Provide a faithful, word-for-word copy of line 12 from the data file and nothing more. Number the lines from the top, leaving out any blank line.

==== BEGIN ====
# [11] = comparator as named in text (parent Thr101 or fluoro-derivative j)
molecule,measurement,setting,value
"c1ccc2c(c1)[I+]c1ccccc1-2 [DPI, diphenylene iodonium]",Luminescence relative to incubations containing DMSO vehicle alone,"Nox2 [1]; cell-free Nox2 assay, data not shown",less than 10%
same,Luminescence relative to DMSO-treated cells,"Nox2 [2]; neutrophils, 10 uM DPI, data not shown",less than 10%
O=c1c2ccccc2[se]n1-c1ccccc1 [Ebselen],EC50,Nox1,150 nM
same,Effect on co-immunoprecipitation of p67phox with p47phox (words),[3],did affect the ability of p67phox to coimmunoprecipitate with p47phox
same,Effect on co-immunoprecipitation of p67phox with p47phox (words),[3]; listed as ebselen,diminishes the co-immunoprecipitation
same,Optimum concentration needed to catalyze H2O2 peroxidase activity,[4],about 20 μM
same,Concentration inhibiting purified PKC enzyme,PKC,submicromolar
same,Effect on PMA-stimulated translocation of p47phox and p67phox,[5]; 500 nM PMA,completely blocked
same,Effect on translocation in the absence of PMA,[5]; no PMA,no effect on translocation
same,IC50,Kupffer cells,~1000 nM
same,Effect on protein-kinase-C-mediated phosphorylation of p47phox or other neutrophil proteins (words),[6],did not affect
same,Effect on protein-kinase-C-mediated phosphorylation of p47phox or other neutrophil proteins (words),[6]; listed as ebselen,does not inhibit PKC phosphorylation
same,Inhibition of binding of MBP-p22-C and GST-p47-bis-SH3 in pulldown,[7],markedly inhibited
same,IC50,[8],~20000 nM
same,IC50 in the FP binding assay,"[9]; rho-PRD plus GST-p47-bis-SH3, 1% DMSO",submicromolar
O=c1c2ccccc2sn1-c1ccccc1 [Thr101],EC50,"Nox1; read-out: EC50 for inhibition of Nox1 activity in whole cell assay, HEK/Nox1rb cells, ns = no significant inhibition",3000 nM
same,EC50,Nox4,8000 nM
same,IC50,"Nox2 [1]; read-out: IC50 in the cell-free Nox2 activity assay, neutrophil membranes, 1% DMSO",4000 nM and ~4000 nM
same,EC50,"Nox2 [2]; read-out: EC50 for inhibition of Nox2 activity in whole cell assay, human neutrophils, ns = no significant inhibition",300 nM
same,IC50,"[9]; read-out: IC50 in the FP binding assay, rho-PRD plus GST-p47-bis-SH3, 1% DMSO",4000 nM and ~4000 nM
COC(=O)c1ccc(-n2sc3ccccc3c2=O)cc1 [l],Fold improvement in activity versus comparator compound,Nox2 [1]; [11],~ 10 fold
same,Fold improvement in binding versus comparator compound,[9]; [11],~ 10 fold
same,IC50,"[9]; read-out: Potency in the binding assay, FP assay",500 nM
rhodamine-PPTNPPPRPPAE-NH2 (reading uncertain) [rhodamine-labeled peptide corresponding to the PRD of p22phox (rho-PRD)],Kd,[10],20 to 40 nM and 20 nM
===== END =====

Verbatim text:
same,IC50,Kupffer cells,~1000 nM